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Judy Woodruff: Acclaimed PBS NewsHour Anchor Discusses Her Life, Career & Role of Journalism


This is a rebroadcast of an earlier show (original air date April 6, 2021); no calls will be taken.

Judy Woodruff, the PBS NewsHour anchor and managing editor, joins us to discuss her career, how her team puts together PBS NewsHour, and how journalism is changing in the face of the pandemic, #metoo and Black Lives Matter.


Judy Woodruff, pioneering broadcast journalist; managing editor, anchor, PBS NewsHour


Jonathan was born in Monsey, New York. A field trip to Washington, DC when he was in 7th grade started him on his circuitous path to a career in public radio. The trip inspired a love of politics and led to his desire to one day call DC home. After graduating from Grinnell College, he worked on a couple of campaigns in Iowa (presidential and congressional) and moved to Washington, DC.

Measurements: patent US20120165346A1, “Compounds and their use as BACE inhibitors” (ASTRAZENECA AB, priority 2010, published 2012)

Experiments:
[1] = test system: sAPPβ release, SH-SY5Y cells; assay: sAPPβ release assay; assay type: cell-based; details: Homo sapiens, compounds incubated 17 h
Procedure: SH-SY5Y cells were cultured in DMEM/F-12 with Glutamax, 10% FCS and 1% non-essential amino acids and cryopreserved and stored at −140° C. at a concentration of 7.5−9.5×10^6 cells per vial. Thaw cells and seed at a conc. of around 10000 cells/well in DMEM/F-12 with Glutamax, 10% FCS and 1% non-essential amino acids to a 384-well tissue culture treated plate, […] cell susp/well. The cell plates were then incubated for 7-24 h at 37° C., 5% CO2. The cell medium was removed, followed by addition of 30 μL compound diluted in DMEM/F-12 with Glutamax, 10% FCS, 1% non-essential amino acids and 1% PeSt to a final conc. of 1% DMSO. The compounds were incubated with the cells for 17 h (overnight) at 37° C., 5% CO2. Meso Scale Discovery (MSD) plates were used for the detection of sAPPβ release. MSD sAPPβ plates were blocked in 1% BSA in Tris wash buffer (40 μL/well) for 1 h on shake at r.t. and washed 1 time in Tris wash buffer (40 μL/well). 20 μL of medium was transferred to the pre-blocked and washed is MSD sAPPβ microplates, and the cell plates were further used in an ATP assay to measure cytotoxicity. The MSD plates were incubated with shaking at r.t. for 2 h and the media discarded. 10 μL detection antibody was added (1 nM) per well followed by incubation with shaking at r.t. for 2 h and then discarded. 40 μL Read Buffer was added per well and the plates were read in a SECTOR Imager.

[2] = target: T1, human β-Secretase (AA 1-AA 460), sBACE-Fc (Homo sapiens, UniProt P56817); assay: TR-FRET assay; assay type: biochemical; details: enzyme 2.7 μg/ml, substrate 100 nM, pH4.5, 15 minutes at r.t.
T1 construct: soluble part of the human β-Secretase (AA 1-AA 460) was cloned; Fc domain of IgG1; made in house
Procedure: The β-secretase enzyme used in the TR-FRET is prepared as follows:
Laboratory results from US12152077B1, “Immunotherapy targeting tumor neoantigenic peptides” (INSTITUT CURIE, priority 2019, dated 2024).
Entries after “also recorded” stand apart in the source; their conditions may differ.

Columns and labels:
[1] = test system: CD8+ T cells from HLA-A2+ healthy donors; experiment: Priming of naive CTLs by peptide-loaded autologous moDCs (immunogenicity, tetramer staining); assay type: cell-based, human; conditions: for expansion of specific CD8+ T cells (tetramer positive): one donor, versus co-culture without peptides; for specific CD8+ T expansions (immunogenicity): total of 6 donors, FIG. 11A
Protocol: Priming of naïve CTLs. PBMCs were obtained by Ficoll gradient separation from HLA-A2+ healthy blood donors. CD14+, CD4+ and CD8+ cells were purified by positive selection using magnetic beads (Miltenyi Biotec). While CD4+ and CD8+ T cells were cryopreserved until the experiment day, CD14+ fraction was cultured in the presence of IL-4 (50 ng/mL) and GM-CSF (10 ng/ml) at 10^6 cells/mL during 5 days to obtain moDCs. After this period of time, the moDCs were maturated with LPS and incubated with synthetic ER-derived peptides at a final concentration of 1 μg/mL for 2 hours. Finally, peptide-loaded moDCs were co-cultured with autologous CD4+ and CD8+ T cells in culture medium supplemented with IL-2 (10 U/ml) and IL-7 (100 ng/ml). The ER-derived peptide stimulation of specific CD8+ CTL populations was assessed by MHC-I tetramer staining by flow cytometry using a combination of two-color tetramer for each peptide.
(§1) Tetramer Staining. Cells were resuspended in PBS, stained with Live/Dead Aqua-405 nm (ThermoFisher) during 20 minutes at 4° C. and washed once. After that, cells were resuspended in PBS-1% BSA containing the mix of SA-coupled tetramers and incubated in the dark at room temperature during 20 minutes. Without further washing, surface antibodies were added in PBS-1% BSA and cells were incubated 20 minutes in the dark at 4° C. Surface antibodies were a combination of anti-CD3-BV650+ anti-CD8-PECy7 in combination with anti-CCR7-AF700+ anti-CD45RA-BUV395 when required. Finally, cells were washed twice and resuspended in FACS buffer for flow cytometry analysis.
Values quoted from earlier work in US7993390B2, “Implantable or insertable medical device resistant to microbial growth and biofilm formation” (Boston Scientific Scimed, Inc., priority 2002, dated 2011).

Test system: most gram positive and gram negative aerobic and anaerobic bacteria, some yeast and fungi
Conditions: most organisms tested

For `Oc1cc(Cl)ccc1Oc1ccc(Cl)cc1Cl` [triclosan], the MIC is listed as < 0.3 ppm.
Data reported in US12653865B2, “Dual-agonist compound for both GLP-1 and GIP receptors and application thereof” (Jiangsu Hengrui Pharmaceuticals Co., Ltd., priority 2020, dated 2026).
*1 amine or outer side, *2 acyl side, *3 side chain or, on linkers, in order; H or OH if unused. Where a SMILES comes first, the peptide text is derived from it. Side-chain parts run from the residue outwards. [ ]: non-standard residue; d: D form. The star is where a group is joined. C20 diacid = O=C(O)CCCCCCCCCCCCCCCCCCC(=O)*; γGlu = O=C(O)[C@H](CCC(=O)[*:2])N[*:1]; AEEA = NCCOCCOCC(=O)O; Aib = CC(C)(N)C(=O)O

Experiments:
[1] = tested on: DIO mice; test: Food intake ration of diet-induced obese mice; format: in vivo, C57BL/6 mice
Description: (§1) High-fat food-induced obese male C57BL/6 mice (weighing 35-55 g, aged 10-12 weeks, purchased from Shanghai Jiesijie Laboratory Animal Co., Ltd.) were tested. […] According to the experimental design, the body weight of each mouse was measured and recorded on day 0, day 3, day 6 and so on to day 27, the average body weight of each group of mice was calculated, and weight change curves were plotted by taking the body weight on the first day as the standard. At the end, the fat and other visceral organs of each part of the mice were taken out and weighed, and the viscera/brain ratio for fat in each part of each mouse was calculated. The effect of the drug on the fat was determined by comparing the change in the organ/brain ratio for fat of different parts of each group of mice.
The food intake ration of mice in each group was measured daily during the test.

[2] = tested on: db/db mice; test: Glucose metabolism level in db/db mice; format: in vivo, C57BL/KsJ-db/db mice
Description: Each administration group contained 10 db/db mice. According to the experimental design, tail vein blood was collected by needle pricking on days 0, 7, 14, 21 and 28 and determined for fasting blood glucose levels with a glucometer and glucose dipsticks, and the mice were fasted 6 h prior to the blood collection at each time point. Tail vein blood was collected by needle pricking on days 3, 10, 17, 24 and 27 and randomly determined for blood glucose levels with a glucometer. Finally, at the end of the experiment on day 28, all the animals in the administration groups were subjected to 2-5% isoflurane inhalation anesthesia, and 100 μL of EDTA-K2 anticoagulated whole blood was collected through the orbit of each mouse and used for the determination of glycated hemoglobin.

Jennifer walked into her college radio station as a 17-year-old freshman and never looked back. Even though she was terrified of the microphone back then — and spoke into it as little as possible — she loved the studio, the atmosphere and, most of all, the people who work in broadcasting. She was hooked. Decades later, she’s back behind the radio microphone hosting Maine Public Radio’s flagship talk program, Maine Calling. She’s not afraid of the mic anymore, but still loves the bright, eclectic people she gets to work with every day.